Does Congress want to kill NIH? I seriously doubt it. Does Donald Trump? I'm just speculating, but I think the ansswer is no. I think Trump doesn't understand what NIH does, but that someone in his inner circle–someone with a wildly distorted worldview–has inserted his own warped ideology into the President's budget proposal.

Finally, what's the motivation for these cuts? The U.S. economy is doing quite well, far better than it was in 2008 when Obama came into office. The economy then was in a devastating recession, but we didn't implement drastic cuts then, and we climbed out of it. We've had low unemployment and steady growth for years. It's not clear we need to cut the budget at all, much less make draconian cuts that would eviscerate and eliminate enormously beneficial programs. And if Trump wants to reduce spending, it makes no sense to cut programs that collectively only represent a tiny part of the total. One can only conclude that Trump's proposed budget cuts are entirely ideological, not financial.

Fortunately, budget making authority in the U.S. rests with Congress, not with the President. Let's hope that Congress will ignore this shortsighted, cruel, and pointless proposal to cut medical research to the bone, and instead will continue to invest in what is, for now, the strongest biomedical research community in the world.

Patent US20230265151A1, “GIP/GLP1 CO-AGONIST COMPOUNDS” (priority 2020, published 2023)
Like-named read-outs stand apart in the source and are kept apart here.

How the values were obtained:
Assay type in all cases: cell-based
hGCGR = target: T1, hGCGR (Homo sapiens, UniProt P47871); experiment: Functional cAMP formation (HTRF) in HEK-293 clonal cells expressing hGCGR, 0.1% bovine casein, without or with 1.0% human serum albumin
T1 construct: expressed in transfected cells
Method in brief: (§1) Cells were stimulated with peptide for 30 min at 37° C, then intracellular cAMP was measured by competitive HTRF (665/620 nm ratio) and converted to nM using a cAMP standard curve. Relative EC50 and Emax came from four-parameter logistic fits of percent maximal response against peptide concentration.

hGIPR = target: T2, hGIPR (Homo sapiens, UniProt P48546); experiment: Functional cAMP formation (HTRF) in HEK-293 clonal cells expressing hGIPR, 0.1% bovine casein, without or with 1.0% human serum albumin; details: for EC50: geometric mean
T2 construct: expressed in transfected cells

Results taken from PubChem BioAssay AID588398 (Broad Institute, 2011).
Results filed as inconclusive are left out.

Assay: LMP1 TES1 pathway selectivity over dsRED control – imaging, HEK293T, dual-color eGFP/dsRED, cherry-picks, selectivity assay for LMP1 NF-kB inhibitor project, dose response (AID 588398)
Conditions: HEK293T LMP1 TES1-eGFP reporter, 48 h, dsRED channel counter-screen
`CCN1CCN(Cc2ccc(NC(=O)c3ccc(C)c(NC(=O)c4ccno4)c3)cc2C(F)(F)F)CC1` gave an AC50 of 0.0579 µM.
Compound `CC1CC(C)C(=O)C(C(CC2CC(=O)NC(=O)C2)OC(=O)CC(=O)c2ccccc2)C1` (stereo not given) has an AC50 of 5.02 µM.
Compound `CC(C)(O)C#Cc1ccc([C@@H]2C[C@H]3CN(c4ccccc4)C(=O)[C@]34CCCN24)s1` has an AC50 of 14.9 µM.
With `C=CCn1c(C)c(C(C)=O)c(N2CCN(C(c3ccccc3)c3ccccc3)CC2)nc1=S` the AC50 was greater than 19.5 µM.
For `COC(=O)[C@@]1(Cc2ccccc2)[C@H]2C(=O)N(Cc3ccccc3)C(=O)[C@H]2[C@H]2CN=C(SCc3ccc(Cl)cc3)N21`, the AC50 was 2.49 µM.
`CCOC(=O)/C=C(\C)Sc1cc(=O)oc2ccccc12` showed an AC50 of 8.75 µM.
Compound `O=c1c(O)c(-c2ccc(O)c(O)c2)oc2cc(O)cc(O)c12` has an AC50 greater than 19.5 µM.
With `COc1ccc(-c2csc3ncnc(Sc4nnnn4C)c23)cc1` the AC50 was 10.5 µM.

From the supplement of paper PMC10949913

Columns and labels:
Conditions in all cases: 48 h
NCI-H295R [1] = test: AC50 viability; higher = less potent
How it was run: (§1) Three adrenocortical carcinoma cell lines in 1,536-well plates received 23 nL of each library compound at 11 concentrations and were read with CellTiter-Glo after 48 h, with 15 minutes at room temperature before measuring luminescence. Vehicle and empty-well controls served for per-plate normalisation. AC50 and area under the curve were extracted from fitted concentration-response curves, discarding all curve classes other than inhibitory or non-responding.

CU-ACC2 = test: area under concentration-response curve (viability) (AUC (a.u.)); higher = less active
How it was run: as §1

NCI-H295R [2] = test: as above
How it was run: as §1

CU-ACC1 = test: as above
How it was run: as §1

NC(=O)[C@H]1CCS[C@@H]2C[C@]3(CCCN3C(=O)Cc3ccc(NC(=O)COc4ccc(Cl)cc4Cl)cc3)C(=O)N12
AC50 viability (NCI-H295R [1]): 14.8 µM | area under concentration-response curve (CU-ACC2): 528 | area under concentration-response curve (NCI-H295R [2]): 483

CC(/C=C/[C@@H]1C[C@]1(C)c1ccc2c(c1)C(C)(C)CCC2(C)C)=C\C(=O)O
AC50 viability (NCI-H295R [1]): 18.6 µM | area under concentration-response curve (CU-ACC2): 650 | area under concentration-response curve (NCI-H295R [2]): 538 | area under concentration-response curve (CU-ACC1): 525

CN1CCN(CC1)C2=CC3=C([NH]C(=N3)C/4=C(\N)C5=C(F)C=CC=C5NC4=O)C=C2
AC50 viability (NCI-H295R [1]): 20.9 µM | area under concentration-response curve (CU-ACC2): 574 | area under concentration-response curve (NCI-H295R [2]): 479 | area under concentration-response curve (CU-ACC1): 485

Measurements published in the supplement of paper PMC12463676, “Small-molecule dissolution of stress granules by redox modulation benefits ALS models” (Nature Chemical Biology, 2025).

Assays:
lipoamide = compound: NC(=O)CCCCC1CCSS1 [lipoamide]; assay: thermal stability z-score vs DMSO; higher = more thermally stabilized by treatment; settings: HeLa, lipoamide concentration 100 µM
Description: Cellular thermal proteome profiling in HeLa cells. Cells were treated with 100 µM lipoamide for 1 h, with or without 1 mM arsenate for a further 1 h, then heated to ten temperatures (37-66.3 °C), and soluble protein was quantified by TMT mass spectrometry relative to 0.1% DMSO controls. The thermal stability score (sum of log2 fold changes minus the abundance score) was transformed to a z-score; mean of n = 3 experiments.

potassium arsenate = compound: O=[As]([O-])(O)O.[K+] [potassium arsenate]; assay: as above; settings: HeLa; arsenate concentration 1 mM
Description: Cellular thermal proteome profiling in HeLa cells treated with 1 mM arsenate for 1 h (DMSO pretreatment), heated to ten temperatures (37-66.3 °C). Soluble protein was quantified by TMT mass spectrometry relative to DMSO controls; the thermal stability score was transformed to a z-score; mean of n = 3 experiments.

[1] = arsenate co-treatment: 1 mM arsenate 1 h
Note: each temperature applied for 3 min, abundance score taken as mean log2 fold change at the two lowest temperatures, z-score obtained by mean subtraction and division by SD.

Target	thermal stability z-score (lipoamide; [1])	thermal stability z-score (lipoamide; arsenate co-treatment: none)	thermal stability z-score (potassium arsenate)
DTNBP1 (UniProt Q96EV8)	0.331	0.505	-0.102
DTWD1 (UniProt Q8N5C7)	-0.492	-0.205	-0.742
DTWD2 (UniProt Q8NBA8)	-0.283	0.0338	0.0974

The new EPA Chief is a climate denier: why are you surprised?

On Thursday, newly appointed EPA chief Scott Pruitt said he doesn't think human-driven carbon dioxide emissions cause global warming. The internet exploded with outrage.

Why so surprised? We already knew that Scott Pruitt was a climate change denialist.

Donald Trump is also a climate change denialist. Why is anyone surprised that Trump is appointing other denialists to top posts in his administration?

During his campaign, Trump claimed that climate change was a "hoax" perpetrated by the Chinese. Mr. Trump just made that up: it's complete nonsense, and he would be laughed out of the room in a serious discussion of climate science. Unfortunately, he now has too much power for us to ignore him.

The Secretary of Energy, former Texas governor Rick Perry, has also been a climate change denier, although he "softened" his position during his confirmation hearings. At those hearings, Perry said
"I believe the climate is changing. I believe some of it is naturally occurring, but some of it is also caused by man-made activity." [Secr. of Energy Rick Perry]